Detalle Publicación

ARTÍCULO
Liver CPT1A gene therapy reduces diet-induced hepatic steatosis in mice and highlights potential lipid biomarkers for human NAFLD
Autores: Weber, M. ; Mera, P.; Casas, J. ; Salvador Rodríguez, Javier; Rodríguez Murueta-Goyena, Amaia; Alonso, S. ; Sebastian, D.; Soler-Vazquez, M. C.; Montironi, C. ; Recalde, S.; Fucho, R. ; Calderon-Dominguez, M. ; Mir, J. F.; Bartrons, R. ; Escola-Gil, J. C.; Sanchez-Infantes, D.; Zorzano, A.; Llorente-Cortes, V. ; Casals, N. ; Valentí Azcarate, Víctor; Fruhbeck Martínez, Gema; Herrero, L. ; Serra, D. (Autor de correspondencia)
Título de la revista: FASEB JOURNAL
ISSN: 0892-6638
Volumen: 34
Número: 9
Páginas: 11816 - 11837
Fecha de publicación: 2020
Lugar: WOS
Resumen:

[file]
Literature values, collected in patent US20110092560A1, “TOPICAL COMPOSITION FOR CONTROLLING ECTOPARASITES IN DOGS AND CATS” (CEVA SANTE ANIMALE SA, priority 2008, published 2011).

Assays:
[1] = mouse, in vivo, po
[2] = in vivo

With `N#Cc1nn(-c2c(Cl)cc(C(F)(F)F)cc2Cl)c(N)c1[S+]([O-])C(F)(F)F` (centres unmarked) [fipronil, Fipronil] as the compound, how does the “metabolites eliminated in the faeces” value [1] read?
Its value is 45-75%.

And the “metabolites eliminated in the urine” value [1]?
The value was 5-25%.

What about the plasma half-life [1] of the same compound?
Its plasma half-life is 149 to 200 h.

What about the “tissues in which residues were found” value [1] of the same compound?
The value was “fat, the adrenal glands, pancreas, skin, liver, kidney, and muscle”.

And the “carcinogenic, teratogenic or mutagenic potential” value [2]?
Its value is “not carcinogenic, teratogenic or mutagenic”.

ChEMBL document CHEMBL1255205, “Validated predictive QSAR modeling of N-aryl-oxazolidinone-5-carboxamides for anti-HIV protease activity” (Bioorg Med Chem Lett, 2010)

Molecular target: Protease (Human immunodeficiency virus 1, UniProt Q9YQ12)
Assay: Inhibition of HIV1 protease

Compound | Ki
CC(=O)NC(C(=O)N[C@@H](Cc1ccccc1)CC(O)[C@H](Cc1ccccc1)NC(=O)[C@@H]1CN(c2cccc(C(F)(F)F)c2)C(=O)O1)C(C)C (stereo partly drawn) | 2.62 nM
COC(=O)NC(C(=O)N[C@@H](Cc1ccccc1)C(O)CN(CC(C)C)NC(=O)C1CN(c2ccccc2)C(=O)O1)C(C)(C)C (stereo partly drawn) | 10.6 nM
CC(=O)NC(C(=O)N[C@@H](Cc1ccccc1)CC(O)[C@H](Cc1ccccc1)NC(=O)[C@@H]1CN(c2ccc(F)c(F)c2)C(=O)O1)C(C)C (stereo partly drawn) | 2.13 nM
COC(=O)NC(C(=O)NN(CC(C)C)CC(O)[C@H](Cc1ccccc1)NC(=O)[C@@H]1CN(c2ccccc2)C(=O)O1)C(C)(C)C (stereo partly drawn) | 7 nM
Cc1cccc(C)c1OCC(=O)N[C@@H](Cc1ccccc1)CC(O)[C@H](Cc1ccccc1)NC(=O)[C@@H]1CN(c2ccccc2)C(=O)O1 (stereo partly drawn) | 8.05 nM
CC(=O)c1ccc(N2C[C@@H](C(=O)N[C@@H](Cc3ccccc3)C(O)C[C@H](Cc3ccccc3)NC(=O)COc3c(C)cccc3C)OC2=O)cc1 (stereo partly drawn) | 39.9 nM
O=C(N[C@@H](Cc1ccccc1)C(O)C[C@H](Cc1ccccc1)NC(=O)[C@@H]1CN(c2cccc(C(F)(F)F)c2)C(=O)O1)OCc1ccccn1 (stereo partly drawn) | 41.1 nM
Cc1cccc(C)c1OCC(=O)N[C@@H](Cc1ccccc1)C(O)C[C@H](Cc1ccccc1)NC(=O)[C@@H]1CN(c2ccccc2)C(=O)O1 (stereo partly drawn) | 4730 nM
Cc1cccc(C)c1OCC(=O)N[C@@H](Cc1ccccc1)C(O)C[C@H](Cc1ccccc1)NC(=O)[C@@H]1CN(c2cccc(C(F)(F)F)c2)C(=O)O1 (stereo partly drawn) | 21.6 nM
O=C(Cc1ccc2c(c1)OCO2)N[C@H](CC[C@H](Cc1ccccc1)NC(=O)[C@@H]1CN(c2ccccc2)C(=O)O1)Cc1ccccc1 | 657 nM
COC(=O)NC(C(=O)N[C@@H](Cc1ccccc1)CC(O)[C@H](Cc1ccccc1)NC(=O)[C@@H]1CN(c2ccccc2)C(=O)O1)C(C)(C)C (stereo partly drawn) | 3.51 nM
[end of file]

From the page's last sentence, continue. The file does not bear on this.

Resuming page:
The prevalence of nonalcoholic fatty liver disease (NAFLD) has increased drastically due to the global obesity pandemic but at present there are no approved therapies. Here, we aimed to revert high-fat diet (HFD)-induced obesity and NAFLD in mice by enhancing liver fatty acid oxidation (FAO). Moreover, we searched for potential new lipid biomarkers for monitoring liver steatosis in humans. We used adeno-associated virus (AAV) to deliver a permanently active mutant form of human carnitine palmitoyltransferase 1A (hCPT1AM), the key enzyme in FAO, in the liver of a mouse model of HFD-induced obesity and NAFLD. Expression of hCPT1AM enhanced hepatic FAO and autophagy, reduced liver steatosis, and improved glucose homeostasis. Lipidomic analysis in mice and humans before and after therapeutic interventions, such as hepatic AAV9-hCPT1AM administration and RYGB surgery, respectively, led to the identification of specific triacylglyceride (TAG) specie (C50:1) as a potential biomarker to monitor NAFFLD disease. To sum up, here we show for the first time that liver hCPT1AM gene therapy in a mouse model of established obesity, diabetes, and NAFLD can reduce HFD-induced derangements. Moreover, our study highlights TAG (C50:1) as a potential noninvasive biomarker that might be useful to monitor NAFLD in mice and humans.